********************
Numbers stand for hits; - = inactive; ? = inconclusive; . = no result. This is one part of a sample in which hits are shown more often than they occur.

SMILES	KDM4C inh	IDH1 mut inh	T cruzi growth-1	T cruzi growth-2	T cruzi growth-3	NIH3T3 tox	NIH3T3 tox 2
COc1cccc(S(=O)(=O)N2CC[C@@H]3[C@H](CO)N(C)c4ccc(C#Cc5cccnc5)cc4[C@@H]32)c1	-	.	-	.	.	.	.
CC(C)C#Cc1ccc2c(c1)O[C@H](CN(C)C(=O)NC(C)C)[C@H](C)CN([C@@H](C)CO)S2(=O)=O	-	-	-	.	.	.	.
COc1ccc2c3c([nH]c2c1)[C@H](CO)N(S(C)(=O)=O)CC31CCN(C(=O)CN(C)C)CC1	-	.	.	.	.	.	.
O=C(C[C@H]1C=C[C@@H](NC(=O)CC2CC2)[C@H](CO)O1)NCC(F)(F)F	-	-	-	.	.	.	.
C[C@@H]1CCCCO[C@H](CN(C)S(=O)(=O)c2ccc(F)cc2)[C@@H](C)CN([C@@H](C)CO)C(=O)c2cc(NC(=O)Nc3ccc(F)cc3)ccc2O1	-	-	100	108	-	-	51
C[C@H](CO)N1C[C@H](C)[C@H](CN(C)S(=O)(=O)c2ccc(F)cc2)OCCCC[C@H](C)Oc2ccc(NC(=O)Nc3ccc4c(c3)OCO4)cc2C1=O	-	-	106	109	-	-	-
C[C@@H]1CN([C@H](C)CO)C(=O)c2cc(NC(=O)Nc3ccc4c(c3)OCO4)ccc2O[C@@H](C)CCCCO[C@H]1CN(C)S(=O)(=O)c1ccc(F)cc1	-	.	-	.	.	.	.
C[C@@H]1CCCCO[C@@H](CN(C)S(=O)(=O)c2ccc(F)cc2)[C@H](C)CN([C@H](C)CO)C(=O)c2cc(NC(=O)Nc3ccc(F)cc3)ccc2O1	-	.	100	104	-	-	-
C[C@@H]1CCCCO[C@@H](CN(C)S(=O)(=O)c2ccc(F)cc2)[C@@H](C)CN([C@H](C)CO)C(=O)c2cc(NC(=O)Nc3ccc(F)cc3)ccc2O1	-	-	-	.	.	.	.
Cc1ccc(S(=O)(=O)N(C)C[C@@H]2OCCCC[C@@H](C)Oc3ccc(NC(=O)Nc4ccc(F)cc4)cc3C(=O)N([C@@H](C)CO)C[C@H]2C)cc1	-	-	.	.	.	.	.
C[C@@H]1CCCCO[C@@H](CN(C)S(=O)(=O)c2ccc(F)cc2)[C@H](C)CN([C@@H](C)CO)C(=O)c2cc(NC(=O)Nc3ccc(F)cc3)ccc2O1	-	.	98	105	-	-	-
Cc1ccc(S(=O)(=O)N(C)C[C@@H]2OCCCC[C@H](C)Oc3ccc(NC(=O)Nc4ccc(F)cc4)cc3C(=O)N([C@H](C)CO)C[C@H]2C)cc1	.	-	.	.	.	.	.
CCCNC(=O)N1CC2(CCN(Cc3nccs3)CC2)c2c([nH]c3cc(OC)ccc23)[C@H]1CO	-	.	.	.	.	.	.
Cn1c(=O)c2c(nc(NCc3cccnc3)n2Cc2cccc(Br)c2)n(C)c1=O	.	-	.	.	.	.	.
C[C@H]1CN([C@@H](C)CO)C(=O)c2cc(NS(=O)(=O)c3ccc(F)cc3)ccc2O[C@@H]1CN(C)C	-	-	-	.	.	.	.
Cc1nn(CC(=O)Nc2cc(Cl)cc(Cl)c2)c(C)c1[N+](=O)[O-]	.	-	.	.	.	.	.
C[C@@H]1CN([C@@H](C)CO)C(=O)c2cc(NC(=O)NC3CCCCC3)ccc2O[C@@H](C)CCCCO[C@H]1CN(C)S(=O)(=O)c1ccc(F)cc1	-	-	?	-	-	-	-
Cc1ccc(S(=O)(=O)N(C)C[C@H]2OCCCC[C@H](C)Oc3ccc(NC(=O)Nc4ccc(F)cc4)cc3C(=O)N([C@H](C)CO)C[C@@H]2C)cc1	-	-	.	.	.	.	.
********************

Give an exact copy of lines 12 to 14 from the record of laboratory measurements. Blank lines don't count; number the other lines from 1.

Cc1ccc(S(=O)(=O)N(C)C[C@@H]2OCCCC[C@@H](C)Oc3ccc(NC(=O)Nc4ccc(F)cc4)cc3C(=O)N([C@@H](C)CO)C[C@H]2C)cc1	-	-	.	.	.	.	.
C[C@@H]1CCCCO[C@@H](CN(C)S(=O)(=O)c2ccc(F)cc2)[C@H](C)CN([C@@H](C)CO)C(=O)c2cc(NC(=O)Nc3ccc(F)cc3)ccc2O1	-	.	98	105	-	-	-
Cc1ccc(S(=O)(=O)N(C)C[C@@H]2OCCCC[C@H](C)Oc3ccc(NC(=O)Nc4ccc(F)cc4)cc3C(=O)N([C@H](C)CO)C[C@H]2C)cc1	.	-	.	.	.	.	.